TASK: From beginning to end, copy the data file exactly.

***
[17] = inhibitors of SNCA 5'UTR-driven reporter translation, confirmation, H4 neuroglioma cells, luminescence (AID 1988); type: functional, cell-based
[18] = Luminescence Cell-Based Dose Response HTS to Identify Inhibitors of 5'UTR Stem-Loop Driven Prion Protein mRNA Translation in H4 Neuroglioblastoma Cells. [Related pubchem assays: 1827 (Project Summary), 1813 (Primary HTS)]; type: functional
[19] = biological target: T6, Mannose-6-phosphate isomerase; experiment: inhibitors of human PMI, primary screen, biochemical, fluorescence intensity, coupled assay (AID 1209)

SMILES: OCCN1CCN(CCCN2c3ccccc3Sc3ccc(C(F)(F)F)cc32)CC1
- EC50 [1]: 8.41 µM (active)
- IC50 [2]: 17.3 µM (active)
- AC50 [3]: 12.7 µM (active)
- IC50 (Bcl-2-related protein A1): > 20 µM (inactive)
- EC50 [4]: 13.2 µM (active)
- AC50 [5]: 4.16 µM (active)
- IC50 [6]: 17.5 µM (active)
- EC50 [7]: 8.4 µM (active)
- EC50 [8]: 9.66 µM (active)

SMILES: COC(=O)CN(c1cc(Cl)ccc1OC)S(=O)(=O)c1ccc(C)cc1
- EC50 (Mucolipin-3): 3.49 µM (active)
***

[17] = inhibitors of SNCA 5'UTR-driven reporter translation, confirmation, H4 neuroglioma cells, luminescence (AID 1988); type: functional, cell-based
[18] = Luminescence Cell-Based Dose Response HTS to Identify Inhibitors of 5'UTR Stem-Loop Driven Prion Protein mRNA Translation in H4 Neuroglioblastoma Cells. [Related pubchem assays: 1827 (Project Summary), 1813 (Primary HTS)]; type: functional
[19] = biological target: T6, Mannose-6-phosphate isomerase; experiment: inhibitors of human PMI, primary screen, biochemical, fluorescence intensity, coupled assay (AID 1209)

SMILES: OCCN1CCN(CCCN2c3ccccc3Sc3ccc(C(F)(F)F)cc32)CC1
- EC50 [1]: 8.41 µM (active)
- IC50 [2]: 17.3 µM (active)
- AC50 [3]: 12.7 µM (active)
- IC50 (Bcl-2-related protein A1): > 20 µM (inactive)
- EC50 [4]: 13.2 µM (active)
- AC50 [5]: 4.16 µM (active)
- IC50 [6]: 17.5 µM (active)
- EC50 [7]: 8.4 µM (active)
- EC50 [8]: 9.66 µM (active)

SMILES: COC(=O)CN(c1cc(Cl)ccc1OC)S(=O)(=O)c1ccc(C)cc1
- EC50 (Mucolipin-3): 3.49 µM (active)